When Matthew Lomnicki began his quest o buy a machine shop in late 2013, he went into it with a five year plan. Step one was to find a company with “good bones.” A mouldmaker by trade, Lomnicki considered starting from scratch, but after working his way through the past two recessions, he felt
it would be better to build on something
with a predictable cash flow and a good
reputation. He found it with Medical
Environmental Instrument Components
Inc., or MEIC, a medical and injection
moulding parts manufacturer with a name
for high quality products, good customer
service, and on time delivery. “It was a very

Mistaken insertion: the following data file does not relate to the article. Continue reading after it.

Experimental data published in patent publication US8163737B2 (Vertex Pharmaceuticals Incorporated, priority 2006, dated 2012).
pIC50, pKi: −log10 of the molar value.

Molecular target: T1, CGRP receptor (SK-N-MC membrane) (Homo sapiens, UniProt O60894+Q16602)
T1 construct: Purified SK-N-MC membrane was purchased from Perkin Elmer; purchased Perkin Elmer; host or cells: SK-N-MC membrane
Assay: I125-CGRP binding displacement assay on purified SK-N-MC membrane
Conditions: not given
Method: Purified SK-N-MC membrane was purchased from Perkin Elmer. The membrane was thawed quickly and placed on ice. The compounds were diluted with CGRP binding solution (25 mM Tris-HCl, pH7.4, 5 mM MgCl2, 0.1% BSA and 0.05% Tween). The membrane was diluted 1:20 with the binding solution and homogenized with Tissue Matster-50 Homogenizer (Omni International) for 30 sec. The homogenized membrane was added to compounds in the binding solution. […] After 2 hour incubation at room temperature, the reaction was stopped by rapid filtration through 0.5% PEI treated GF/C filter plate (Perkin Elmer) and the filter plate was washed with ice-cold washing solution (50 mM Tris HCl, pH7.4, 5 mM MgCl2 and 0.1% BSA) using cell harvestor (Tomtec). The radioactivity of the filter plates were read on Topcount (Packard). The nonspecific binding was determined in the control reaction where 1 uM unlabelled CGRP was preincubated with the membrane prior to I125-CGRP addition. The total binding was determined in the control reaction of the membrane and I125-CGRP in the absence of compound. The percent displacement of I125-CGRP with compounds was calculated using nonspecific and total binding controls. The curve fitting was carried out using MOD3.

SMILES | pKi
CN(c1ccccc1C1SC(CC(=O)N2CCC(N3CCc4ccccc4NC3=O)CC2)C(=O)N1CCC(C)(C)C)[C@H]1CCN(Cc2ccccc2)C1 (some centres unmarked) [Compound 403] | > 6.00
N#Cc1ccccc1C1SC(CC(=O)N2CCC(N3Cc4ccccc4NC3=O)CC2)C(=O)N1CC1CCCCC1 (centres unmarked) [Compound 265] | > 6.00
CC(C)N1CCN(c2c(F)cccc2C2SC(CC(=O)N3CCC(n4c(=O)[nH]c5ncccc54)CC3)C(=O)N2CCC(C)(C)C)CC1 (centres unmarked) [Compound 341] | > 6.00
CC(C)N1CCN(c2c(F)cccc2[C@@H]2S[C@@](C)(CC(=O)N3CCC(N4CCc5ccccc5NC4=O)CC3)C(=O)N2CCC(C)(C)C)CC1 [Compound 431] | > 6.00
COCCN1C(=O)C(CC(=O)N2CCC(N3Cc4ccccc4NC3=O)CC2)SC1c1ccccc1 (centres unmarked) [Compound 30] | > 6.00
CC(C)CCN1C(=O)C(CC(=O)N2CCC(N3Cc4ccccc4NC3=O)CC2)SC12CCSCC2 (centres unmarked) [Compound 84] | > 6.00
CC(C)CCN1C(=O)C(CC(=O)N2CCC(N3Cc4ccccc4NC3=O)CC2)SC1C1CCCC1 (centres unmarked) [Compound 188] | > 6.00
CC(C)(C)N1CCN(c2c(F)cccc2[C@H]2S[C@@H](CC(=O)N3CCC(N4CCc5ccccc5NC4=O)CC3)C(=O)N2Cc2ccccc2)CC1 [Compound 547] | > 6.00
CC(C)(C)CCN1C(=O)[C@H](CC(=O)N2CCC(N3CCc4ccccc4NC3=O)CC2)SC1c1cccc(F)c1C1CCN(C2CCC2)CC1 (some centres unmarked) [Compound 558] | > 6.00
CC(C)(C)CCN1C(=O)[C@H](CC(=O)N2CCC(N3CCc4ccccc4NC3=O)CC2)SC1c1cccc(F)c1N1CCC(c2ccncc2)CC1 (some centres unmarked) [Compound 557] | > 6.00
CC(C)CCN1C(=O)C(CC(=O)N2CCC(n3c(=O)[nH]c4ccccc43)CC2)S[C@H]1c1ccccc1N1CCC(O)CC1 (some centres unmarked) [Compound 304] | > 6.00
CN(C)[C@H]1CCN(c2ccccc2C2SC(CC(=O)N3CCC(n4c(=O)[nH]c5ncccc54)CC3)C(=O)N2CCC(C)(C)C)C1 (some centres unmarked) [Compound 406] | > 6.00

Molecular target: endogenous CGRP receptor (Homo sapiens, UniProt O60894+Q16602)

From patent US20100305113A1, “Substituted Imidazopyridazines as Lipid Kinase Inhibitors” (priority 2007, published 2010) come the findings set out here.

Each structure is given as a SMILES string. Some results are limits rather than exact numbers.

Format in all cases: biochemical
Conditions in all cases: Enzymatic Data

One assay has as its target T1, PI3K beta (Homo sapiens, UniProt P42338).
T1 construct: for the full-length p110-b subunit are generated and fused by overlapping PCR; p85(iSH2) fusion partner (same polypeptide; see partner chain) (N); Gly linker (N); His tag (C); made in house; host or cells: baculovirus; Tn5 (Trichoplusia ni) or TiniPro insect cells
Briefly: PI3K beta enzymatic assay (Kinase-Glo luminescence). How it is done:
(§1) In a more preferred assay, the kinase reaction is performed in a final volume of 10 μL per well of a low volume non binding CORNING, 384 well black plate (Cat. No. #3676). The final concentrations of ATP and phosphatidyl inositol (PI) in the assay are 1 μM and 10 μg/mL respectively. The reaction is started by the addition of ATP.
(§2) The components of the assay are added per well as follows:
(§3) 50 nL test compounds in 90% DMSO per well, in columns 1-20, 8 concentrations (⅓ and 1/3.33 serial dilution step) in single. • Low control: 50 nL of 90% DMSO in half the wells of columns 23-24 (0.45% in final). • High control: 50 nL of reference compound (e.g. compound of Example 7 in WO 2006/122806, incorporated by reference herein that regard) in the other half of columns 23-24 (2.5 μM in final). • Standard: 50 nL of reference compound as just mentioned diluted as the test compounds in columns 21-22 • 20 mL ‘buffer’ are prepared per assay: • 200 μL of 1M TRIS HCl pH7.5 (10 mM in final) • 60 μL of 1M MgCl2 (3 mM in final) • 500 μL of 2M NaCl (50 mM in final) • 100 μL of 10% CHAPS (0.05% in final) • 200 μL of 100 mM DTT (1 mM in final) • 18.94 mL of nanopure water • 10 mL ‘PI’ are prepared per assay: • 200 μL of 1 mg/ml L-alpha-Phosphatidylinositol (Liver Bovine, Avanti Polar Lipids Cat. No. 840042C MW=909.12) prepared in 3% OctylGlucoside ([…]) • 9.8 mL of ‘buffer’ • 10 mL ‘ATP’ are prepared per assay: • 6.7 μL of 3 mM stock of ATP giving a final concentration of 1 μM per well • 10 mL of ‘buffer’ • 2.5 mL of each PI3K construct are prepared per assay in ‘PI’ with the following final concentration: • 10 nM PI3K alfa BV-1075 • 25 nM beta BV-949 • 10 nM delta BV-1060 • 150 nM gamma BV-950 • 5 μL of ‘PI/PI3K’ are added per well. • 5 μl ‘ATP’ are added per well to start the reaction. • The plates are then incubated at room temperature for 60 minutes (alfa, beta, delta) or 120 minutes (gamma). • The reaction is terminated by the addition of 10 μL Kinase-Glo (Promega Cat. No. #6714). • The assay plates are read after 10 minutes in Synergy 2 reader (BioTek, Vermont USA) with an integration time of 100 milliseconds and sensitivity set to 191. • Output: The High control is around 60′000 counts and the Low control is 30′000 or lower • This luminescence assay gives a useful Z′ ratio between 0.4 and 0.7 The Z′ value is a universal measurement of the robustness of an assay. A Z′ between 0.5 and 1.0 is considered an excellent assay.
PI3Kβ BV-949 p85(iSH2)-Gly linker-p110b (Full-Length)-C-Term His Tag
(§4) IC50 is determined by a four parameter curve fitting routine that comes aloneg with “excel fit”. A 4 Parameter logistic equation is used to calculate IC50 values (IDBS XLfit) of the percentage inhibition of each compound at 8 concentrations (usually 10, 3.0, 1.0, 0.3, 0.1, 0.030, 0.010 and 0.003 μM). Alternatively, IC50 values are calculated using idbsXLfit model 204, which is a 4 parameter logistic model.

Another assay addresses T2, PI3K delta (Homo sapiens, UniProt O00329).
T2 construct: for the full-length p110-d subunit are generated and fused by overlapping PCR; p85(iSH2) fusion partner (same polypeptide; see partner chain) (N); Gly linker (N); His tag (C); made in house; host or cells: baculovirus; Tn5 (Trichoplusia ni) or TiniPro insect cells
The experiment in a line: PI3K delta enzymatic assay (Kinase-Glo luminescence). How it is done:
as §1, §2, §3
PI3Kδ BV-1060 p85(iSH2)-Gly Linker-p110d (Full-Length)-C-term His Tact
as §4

good fit for me from the start,” he says.
“I’ve since made it a lot better.”
Updating the Bones
Unfortunately, much of the CNC
equipment at MEIC was outdated, and
Lomnicki needed to make a few upgrades.
He started in the turning area. At that point
MEIC was strictly a two axis turning shop.
Lomnicki decided to keep his Hardinge GT
Super-Precision gang style lathes, but ended
up scrapping some of the older equipment.
He then made a nine axis leap of faith and
purchased a live tool equipped Nakamura-Tome WY100.
It wasn’t an easy decision. Neither
Lomnicki nor his employees had any
Ontario | COVER STORY - JOb ShOPS 19
A Well-Laid Plan
This established Ontario machine shop gets a new owner,
new equipment, new software, and new opportunities
by kIp HANSON
MEIC Inc., Mississauga, ON
years in business: 24
3,250 sq m ( 35,000 sq ft)
machine types: Five axis
machining centres and
MeIC’s Maxia MX-520 five axis
machining centre from elliott
Matsuura has been a game
changer for the company.